- The Hartsville Red Foxes came to Sumter hoping to ruffle the Gamecocks' feathers, but instead the Foxes were sent scurrying back to Hartsville with a loos after a highly competitive game. The Edmunds Gamecocks played with smooth team precision in capturing the 74-59 win and claiming the No. 1 spot in the state AAAA, Region III basketball standings.

- The chief legal officer for this infantry center testified today that information leading to murder charges against Lt. William L. Calley Jr. came from higher headquarters in Washington. Col. Robert M. Lathrop told a pretrial hearing on defense motions that a sworn statement pertaining to the case was forwarded to him by the Army inspector general's office. Calley, 26, is charged with murdering 102 Vietnamese civilians at My Lai on March 16, 1968.

- A greatly expanded program, to reach both boys and girls between the ages of six and 18, is being offered at the Sumter Family YMCA during the coming months. High school girls will be interested in the "A Lovelier You" personal improvement course, which will feature exercise, swimming and special programs by specialists in makeup, hair styling, good grooming, style and fashions, poise and charm, bridge lessons, how to apply for a position and other things girls need to know. Also offered is a Co-ed Club, Needlecraft for girls 8 to 15, a Junior Counselor's Club and in addition the regular clubs are in progress.

- Quint Baker, boxing out of the Sumter Optimist Club, won by decision over Joseph Ferri of Charleston for the Carolinas Golden Gloves Flyweight Championship in the novice class in the Carolinas tourney finals. Another Sumter Optimist boxer, Mike Watson, also made the finals but lost to Mike Holmes of Kingstree by decision.

- An instructor from a sewing plant in Camden is teaching sewing machine mechanics to personnel employed by non-sewing plants in Bishopville and Bethune, in an unusual educational arrangement developed through the efforts of Sumter Area Technical Education Center. Robert Hancock, who is a journeyman sewing machine mechanic at Skyline Industries in Camden, is instructing a class of 25 persons in the intricacies of maintaining and repairing industrial sewing machines.

- Clarendon County will celebrate South Carolina's Tricentennial on the week of May 3 through May 9. The events planned for the week will be of interest to every citizen in the county, and county-wide participation is urged by the Tricentennial Committee. Programs planned include Religious Emphasis Day and an antique automobile show, industries in the county will have open house, and a tour of a typical county farm and other activities will be open to the public.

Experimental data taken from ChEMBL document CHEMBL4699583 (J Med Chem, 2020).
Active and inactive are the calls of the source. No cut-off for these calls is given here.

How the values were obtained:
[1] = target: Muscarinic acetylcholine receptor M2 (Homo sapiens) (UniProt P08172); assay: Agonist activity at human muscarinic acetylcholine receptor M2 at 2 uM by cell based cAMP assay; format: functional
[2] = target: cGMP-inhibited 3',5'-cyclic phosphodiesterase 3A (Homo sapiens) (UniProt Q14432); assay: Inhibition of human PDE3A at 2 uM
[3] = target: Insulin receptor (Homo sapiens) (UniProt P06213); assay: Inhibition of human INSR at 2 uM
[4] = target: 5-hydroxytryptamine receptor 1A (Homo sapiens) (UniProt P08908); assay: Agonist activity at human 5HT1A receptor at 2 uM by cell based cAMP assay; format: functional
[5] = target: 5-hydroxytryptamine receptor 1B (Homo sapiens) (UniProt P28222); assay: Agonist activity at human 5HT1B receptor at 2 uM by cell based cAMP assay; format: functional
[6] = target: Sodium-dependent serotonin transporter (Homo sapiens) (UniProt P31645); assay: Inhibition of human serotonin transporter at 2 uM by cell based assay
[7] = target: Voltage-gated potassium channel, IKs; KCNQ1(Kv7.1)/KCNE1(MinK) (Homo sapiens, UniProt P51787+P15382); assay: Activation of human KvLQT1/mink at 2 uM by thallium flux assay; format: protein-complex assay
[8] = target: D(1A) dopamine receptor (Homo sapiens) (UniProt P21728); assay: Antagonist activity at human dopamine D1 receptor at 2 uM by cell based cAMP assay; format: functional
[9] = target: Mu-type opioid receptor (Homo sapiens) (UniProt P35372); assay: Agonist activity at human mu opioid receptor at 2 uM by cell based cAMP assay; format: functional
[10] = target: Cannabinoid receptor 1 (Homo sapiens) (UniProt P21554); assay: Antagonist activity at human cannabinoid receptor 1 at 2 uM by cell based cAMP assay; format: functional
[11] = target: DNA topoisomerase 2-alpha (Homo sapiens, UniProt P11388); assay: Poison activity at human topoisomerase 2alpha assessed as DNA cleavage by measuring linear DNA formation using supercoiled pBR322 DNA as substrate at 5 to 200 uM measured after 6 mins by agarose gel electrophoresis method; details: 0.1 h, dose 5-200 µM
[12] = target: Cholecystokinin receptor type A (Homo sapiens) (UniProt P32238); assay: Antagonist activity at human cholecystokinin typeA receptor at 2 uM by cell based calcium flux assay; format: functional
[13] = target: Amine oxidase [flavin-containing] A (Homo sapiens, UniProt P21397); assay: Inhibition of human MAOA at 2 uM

- The command of Shaw's 33rd Tactical Reconnaissance Training Squadron changed hands recently as Col. Vernon L. Allgood, a former Navy aviation cadet, turned over the reins to Lt. Col. Charles R. Ritchie, formerly with Ninth Air Force. The change came after Col. Allgood received a promotion to the full colonel rank. Col. Allgood is now working in Ninth Air Force's Directorate of Operations Services Branch.

- District 17's school desegregation plan for 1970-71 has been accepted by the Department of Health, Education and Welfare. Schools superintendent Dr. L.C. McArthur was informed by letter of HEW's approval. The plan is expected to go into effect when the new school year begins in September. The plan divides District 17 into elementary, junior high and senior high zones. Two schools, Winn and Guignard elementaries, will be closed as regular schools and used for special educational programs.

- A green-ribbed building resembling an oversized tent rests behind the old and dignified headquarters building for Ninth Air Force, the institution which controls many eastern seaboard Air Force bases. Appearing cold in the winter wind, the little structure houses some of Shaw's most important grassroots people in the area of air control and monitoring. The group clustered within the dimly lighted tent are the heart of the Tactical Air Control Center. The team tracks all Ninth-assigned aircraft, and the center's mission requires massive communication links with all bases under its area of responsibility.

- Since its organization in August 1963, the Mental Health Center has become increasingly important as an integral part of the area, with its aid reaching out so far as to require larger quarters. The answer to this need is a house at 25 E. Calhoun St., two houses away from the present location. They are moved in and now have increased interview, office and therapy space. The five men responsible for the growth of the center are Dr. Bill King, Dr. Glenn Ayers, Roger Rutledge, Lloyd Isman and Gene Wood.

25 YEARS AGO - 1994

Nov. 9 - 15